Egg minders! WiFi dolls! Netflix socks! Siri, tell me I'm living the dream!
A conversation with the man behind the hilarious Twitter account "Internet of Shit."
The FBI arrested the controversial pharmaceutical CEO on seven counts of fraud.
Broadly spends a day with Yahoo's Erin Teague to find out what life is like for a top female engineer in the male-dominated STEM field.
ASMR, the YouTube relaxation community, has developed an erotic offshoot, and some people aren't happy about it.
On the trail of the man believed to be Variety Jones, one of the architects of the defunct drug marketplace Silk Road.
The conspiracy involved commandeering email servers, and turning a corporate employee against his company.
Kim Kardashian is eating hers to ward off postpartum depression, but the uses don't end there.
A long, perplexing journey through the world of YouTube copyright.
"It feels like my brain is basically broken."
Scientists like Philipp Stoessel are creating new materials from meat—as in gristle and tendon with a baked potato on the side, meat.
It's easy to write software that creates legible poetry. But computer scientists are interested in the next step: a program that's actually creative.
Right now, The Force Awakens is both the best possible Star Wars movie and the worst. After I see it, it will land being somewhere in the middle. Call it Schrödinger's Tauntaun.
Hunted for doing their job, security experts face both digital and real-world threats ranging from "subtle pressure" to Molotov cocktails.
How a textbook example of a major principle of physics—and a famous lesson in bridge design—got all twisted.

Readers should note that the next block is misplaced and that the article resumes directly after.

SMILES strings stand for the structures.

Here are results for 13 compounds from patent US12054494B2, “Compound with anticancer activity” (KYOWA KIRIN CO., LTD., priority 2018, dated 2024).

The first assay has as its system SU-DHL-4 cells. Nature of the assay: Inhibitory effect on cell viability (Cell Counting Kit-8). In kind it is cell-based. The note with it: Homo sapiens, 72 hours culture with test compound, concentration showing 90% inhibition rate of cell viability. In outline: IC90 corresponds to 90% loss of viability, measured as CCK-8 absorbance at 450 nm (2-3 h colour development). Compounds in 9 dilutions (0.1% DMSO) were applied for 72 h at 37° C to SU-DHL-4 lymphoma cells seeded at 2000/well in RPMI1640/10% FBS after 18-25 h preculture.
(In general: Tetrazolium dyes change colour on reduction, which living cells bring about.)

Desmond Patton of Columbia University thinks that using an algorithm to identify which gang members are in distress or making threats could give social workers and others a chance to help them.
Virtual reality makes it possible to see factory farms and slaughterhouses up close, without having to travel.
As London's largest black taxi school closes, cab drivers insist the Knowledge is still strong—and Uber isn't a threat.
The worldwide war on hoverboards, a.k.a. swegways, continues unabated.
Old-fashioned pay-by-the hour cyber cafes are thriving in immigrant-heavy neighborhoods.
In 1974, the National Institute on Drug Abuse hired the sci-fi writer Robert Silverberg to investigate drug themes in his booming genre.
For years Israel banned 3G mobile technology in occupied Palestine, blocking the high-speed data needed for GPS, streaming music, or sending emails on your phone.
As officials hash out a climate treaty at COP21, youth activists from developing countries feel the effects of climate change on a more personal level.